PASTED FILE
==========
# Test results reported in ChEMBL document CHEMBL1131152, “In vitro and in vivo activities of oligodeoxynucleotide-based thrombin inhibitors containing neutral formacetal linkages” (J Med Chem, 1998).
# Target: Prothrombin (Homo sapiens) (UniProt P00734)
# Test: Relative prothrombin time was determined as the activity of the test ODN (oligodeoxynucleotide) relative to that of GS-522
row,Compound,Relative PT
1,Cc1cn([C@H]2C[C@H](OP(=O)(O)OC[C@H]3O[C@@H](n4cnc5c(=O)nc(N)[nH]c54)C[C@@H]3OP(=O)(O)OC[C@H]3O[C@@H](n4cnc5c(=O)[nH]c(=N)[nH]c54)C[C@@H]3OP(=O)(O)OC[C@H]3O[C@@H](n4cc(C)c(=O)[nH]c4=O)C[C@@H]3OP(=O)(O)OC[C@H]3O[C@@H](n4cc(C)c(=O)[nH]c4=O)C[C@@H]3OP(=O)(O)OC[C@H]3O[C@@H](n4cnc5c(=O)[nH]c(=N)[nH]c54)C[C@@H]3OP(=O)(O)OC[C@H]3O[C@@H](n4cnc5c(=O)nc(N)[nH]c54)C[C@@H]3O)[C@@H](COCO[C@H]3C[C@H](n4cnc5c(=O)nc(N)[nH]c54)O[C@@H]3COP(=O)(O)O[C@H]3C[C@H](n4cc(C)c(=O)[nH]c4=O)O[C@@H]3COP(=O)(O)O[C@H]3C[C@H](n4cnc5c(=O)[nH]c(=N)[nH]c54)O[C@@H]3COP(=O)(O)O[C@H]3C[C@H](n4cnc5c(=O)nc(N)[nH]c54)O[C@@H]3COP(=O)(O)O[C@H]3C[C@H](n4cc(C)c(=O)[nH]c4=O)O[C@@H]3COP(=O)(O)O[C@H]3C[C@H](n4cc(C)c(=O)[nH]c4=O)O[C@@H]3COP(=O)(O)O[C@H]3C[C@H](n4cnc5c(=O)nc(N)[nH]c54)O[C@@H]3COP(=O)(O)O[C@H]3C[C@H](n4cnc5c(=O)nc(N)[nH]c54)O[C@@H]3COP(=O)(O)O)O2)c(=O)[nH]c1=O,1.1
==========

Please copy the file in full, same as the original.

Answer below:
# Test results reported in ChEMBL document CHEMBL1131152, “In vitro and in vivo activities of oligodeoxynucleotide-based thrombin inhibitors containing neutral formacetal linkages” (J Med Chem, 1998).
# Target: Prothrombin (Homo sapiens) (UniProt P00734)
# Test: Relative prothrombin time was determined as the activity of the test ODN (oligodeoxynucleotide) relative to that of GS-522
row,Compound,Relative PT
1,Cc1cn([C@H]2C[C@H](OP(=O)(O)OC[C@H]3O[C@@H](n4cnc5c(=O)nc(N)[nH]c54)C[C@@H]3OP(=O)(O)OC[C@H]3O[C@@H](n4cnc5c(=O)[nH]c(=N)[nH]c54)C[C@@H]3OP(=O)(O)OC[C@H]3O[C@@H](n4cc(C)c(=O)[nH]c4=O)C[C@@H]3OP(=O)(O)OC[C@H]3O[C@@H](n4cc(C)c(=O)[nH]c4=O)C[C@@H]3OP(=O)(O)OC[C@H]3O[C@@H](n4cnc5c(=O)[nH]c(=N)[nH]c54)C[C@@H]3OP(=O)(O)OC[C@H]3O[C@@H](n4cnc5c(=O)nc(N)[nH]c54)C[C@@H]3O)[C@@H](COCO[C@H]3C[C@H](n4cnc5c(=O)nc(N)[nH]c54)O[C@@H]3COP(=O)(O)O[C@H]3C[C@H](n4cc(C)c(=O)[nH]c4=O)O[C@@H]3COP(=O)(O)O[C@H]3C[C@H](n4cnc5c(=O)[nH]c(=N)[nH]c54)O[C@@H]3COP(=O)(O)O[C@H]3C[C@H](n4cnc5c(=O)nc(N)[nH]c54)O[C@@H]3COP(=O)(O)O[C@H]3C[C@H](n4cc(C)c(=O)[nH]c4=O)O[C@@H]3COP(=O)(O)O[C@H]3C[C@H](n4cc(C)c(=O)[nH]c4=O)O[C@@H]3COP(=O)(O)O[C@H]3C[C@H](n4cnc5c(=O)nc(N)[nH]c54)O[C@@H]3COP(=O)(O)O[C@H]3C[C@H](n4cnc5c(=O)nc(N)[nH]c54)O[C@@H]3COP(=O)(O)O)O2)c(=O)[nH]c1=O,1.1